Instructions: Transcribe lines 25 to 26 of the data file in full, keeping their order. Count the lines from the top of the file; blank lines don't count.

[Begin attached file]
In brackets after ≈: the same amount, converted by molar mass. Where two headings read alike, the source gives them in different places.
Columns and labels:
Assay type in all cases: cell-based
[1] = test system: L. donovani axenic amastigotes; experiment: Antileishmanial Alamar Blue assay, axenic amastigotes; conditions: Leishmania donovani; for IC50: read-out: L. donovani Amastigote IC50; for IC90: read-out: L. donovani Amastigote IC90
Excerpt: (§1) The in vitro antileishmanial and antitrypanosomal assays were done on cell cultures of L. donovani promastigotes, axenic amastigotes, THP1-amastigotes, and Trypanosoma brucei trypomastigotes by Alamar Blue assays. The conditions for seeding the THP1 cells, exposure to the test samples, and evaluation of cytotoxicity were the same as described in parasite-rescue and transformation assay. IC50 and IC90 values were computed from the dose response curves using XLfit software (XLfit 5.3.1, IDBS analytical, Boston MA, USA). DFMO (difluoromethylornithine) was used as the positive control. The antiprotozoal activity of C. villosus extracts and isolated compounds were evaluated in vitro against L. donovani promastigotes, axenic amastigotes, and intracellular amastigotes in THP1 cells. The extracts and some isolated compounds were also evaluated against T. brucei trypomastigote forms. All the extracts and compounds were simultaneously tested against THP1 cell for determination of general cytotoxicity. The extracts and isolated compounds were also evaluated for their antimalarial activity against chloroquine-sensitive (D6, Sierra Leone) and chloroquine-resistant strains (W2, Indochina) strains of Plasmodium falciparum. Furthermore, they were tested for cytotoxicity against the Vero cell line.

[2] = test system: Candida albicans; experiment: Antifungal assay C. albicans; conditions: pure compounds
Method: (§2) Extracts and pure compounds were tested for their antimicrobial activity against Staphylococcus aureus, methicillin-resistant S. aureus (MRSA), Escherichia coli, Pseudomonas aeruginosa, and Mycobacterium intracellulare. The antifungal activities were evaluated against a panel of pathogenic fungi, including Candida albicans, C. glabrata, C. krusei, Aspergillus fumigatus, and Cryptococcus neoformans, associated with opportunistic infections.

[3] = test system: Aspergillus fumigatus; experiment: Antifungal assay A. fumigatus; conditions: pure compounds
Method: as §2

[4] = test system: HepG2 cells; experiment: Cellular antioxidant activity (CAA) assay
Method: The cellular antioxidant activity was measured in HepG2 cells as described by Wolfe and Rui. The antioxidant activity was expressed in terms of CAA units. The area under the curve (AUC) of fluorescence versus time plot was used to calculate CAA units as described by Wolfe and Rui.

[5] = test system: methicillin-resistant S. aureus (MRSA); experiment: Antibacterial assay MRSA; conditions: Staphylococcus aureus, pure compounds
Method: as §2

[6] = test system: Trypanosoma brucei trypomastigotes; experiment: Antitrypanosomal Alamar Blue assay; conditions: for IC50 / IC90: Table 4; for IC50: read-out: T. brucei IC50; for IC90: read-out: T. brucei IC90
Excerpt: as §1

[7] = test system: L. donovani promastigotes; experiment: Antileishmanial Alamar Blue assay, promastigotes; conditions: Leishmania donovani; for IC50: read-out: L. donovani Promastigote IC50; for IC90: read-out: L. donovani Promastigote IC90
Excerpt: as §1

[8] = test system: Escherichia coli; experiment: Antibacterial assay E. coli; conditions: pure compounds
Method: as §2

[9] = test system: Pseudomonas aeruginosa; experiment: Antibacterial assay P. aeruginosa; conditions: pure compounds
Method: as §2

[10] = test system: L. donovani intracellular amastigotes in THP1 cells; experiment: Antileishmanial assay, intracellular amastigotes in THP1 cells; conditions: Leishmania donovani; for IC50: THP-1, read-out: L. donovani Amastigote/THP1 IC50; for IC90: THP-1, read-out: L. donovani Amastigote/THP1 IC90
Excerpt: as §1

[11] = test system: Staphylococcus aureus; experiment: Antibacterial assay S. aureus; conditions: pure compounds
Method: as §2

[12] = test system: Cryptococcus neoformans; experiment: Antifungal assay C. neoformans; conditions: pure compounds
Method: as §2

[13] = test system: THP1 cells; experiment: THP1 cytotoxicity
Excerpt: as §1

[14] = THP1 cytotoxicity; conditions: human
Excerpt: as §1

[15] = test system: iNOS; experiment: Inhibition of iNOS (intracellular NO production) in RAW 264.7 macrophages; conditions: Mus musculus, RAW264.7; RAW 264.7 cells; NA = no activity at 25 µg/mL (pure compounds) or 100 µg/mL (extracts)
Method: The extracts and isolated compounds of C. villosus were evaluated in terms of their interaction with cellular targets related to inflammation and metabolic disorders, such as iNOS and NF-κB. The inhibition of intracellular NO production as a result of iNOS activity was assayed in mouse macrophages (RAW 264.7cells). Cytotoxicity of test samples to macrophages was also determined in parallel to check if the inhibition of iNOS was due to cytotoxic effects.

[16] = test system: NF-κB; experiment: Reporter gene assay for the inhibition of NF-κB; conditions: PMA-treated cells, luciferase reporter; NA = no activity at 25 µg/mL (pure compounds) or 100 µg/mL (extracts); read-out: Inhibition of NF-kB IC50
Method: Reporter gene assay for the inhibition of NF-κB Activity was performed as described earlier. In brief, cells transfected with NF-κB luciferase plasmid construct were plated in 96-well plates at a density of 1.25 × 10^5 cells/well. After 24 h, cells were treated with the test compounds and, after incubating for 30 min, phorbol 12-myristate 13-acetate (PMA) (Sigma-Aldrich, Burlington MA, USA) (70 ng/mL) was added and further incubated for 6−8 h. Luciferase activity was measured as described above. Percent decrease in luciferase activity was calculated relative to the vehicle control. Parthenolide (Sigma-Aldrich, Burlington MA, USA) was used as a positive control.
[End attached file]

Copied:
Method: as §2

[12] = test system: Cryptococcus neoformans; experiment: Antifungal assay C. neoformans; conditions: pure compounds